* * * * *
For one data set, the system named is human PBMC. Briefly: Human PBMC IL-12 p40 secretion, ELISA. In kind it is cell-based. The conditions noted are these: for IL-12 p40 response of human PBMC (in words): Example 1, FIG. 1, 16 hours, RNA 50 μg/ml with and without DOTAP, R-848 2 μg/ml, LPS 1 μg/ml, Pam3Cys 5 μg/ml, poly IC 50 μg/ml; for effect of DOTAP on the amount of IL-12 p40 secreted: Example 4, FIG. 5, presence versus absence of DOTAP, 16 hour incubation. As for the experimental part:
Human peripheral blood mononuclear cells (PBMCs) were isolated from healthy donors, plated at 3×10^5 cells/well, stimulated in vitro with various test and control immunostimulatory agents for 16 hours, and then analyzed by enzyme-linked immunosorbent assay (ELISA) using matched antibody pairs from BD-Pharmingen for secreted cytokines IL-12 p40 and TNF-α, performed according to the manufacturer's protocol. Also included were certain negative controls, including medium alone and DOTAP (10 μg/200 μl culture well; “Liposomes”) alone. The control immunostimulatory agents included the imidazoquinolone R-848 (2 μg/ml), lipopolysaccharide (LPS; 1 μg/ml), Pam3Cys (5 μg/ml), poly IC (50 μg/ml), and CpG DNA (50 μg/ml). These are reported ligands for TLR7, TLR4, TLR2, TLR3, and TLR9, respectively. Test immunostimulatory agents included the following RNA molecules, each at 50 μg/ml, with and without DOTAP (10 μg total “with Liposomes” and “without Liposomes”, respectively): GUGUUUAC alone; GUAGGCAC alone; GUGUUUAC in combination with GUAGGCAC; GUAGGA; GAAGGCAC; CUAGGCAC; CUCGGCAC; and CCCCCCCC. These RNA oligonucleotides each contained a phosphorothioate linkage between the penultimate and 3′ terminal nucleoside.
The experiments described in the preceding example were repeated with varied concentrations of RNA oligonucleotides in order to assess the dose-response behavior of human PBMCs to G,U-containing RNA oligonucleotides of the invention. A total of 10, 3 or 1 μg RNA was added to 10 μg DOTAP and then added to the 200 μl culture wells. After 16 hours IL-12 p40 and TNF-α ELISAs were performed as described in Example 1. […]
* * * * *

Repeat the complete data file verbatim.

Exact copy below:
For one data set, the system named is human PBMC. Briefly: Human PBMC IL-12 p40 secretion, ELISA. In kind it is cell-based. The conditions noted are these: for IL-12 p40 response of human PBMC (in words): Example 1, FIG. 1, 16 hours, RNA 50 μg/ml with and without DOTAP, R-848 2 μg/ml, LPS 1 μg/ml, Pam3Cys 5 μg/ml, poly IC 50 μg/ml; for effect of DOTAP on the amount of IL-12 p40 secreted: Example 4, FIG. 5, presence versus absence of DOTAP, 16 hour incubation. As for the experimental part:
Human peripheral blood mononuclear cells (PBMCs) were isolated from healthy donors, plated at 3×10^5 cells/well, stimulated in vitro with various test and control immunostimulatory agents for 16 hours, and then analyzed by enzyme-linked immunosorbent assay (ELISA) using matched antibody pairs from BD-Pharmingen for secreted cytokines IL-12 p40 and TNF-α, performed according to the manufacturer's protocol. Also included were certain negative controls, including medium alone and DOTAP (10 μg/200 μl culture well; “Liposomes”) alone. The control immunostimulatory agents included the imidazoquinolone R-848 (2 μg/ml), lipopolysaccharide (LPS; 1 μg/ml), Pam3Cys (5 μg/ml), poly IC (50 μg/ml), and CpG DNA (50 μg/ml). These are reported ligands for TLR7, TLR4, TLR2, TLR3, and TLR9, respectively. Test immunostimulatory agents included the following RNA molecules, each at 50 μg/ml, with and without DOTAP (10 μg total “with Liposomes” and “without Liposomes”, respectively): GUGUUUAC alone; GUAGGCAC alone; GUGUUUAC in combination with GUAGGCAC; GUAGGA; GAAGGCAC; CUAGGCAC; CUCGGCAC; and CCCCCCCC. These RNA oligonucleotides each contained a phosphorothioate linkage between the penultimate and 3′ terminal nucleoside.
The experiments described in the preceding example were repeated with varied concentrations of RNA oligonucleotides in order to assess the dose-response behavior of human PBMCs to G,U-containing RNA oligonucleotides of the invention. A total of 10, 3 or 1 μg RNA was added to 10 μg DOTAP and then added to the 200 μl culture wells. After 16 hours IL-12 p40 and TNF-α ELISAs were performed as described in Example 1. […]